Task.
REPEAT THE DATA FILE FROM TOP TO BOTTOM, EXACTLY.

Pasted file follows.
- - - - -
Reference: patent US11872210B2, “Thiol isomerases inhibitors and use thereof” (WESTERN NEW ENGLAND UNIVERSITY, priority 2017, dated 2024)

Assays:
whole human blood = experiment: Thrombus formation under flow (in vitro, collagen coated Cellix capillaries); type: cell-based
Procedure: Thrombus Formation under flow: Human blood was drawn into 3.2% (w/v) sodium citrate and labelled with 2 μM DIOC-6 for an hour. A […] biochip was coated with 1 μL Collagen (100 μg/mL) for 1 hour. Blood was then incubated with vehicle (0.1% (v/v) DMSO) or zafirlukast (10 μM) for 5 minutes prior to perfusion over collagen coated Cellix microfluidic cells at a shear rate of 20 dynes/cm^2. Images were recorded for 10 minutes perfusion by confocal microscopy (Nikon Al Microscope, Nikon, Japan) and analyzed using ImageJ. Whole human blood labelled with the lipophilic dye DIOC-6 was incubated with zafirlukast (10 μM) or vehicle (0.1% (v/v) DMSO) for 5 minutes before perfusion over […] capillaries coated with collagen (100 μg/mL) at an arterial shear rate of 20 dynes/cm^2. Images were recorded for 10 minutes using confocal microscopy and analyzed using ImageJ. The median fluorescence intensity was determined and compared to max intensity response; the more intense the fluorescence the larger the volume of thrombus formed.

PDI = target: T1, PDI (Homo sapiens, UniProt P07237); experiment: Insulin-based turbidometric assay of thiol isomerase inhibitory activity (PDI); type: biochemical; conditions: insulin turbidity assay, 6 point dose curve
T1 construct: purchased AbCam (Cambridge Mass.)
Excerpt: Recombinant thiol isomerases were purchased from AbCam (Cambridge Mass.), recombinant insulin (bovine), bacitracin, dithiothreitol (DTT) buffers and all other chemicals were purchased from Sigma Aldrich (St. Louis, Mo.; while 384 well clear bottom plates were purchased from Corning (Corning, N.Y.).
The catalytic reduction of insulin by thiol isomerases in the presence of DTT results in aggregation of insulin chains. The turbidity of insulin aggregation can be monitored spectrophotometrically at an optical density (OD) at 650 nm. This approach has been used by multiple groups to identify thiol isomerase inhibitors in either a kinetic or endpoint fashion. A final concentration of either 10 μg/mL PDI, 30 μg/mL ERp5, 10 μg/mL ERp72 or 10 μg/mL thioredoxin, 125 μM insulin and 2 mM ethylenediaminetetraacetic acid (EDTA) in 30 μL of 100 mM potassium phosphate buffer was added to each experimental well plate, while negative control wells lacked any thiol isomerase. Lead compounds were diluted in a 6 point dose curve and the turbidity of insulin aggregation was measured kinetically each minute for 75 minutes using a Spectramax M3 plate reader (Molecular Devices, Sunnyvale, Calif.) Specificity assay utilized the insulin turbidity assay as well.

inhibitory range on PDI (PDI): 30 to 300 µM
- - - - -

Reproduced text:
Reference: patent US11872210B2, “Thiol isomerases inhibitors and use thereof” (WESTERN NEW ENGLAND UNIVERSITY, priority 2017, dated 2024)

Assays:
whole human blood = experiment: Thrombus formation under flow (in vitro, collagen coated Cellix capillaries); type: cell-based
Procedure: Thrombus Formation under flow: Human blood was drawn into 3.2% (w/v) sodium citrate and labelled with 2 μM DIOC-6 for an hour. A […] biochip was coated with 1 μL Collagen (100 μg/mL) for 1 hour. Blood was then incubated with vehicle (0.1% (v/v) DMSO) or zafirlukast (10 μM) for 5 minutes prior to perfusion over collagen coated Cellix microfluidic cells at a shear rate of 20 dynes/cm^2. Images were recorded for 10 minutes perfusion by confocal microscopy (Nikon Al Microscope, Nikon, Japan) and analyzed using ImageJ. Whole human blood labelled with the lipophilic dye DIOC-6 was incubated with zafirlukast (10 μM) or vehicle (0.1% (v/v) DMSO) for 5 minutes before perfusion over […] capillaries coated with collagen (100 μg/mL) at an arterial shear rate of 20 dynes/cm^2. Images were recorded for 10 minutes using confocal microscopy and analyzed using ImageJ. The median fluorescence intensity was determined and compared to max intensity response; the more intense the fluorescence the larger the volume of thrombus formed.

PDI = target: T1, PDI (Homo sapiens, UniProt P07237); experiment: Insulin-based turbidometric assay of thiol isomerase inhibitory activity (PDI); type: biochemical; conditions: insulin turbidity assay, 6 point dose curve
T1 construct: purchased AbCam (Cambridge Mass.)
Excerpt: Recombinant thiol isomerases were purchased from AbCam (Cambridge Mass.), recombinant insulin (bovine), bacitracin, dithiothreitol (DTT) buffers and all other chemicals were purchased from Sigma Aldrich (St. Louis, Mo.; while 384 well clear bottom plates were purchased from Corning (Corning, N.Y.).
The catalytic reduction of insulin by thiol isomerases in the presence of DTT results in aggregation of insulin chains. The turbidity of insulin aggregation can be monitored spectrophotometrically at an optical density (OD) at 650 nm. This approach has been used by multiple groups to identify thiol isomerase inhibitors in either a kinetic or endpoint fashion. A final concentration of either 10 μg/mL PDI, 30 μg/mL ERp5, 10 μg/mL ERp72 or 10 μg/mL thioredoxin, 125 μM insulin and 2 mM ethylenediaminetetraacetic acid (EDTA) in 30 μL of 100 mM potassium phosphate buffer was added to each experimental well plate, while negative control wells lacked any thiol isomerase. Lead compounds were diluted in a 6 point dose curve and the turbidity of insulin aggregation was measured kinetically each minute for 75 minutes using a Spectramax M3 plate reader (Molecular Devices, Sunnyvale, Calif.) Specificity assay utilized the insulin turbidity assay as well.

inhibitory range on PDI (PDI): 30 to 300 µM